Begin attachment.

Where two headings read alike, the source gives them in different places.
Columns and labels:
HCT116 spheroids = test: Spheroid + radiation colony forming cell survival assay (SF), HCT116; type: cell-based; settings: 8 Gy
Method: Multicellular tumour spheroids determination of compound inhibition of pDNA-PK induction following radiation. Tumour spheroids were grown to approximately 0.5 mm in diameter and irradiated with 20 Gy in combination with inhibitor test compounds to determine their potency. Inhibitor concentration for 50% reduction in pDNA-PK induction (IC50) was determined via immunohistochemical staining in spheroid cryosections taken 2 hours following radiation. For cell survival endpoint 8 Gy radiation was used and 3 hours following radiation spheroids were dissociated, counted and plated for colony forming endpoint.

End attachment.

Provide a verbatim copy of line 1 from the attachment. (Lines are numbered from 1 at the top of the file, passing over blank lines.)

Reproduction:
Where two headings read alike, the source gives them in different places.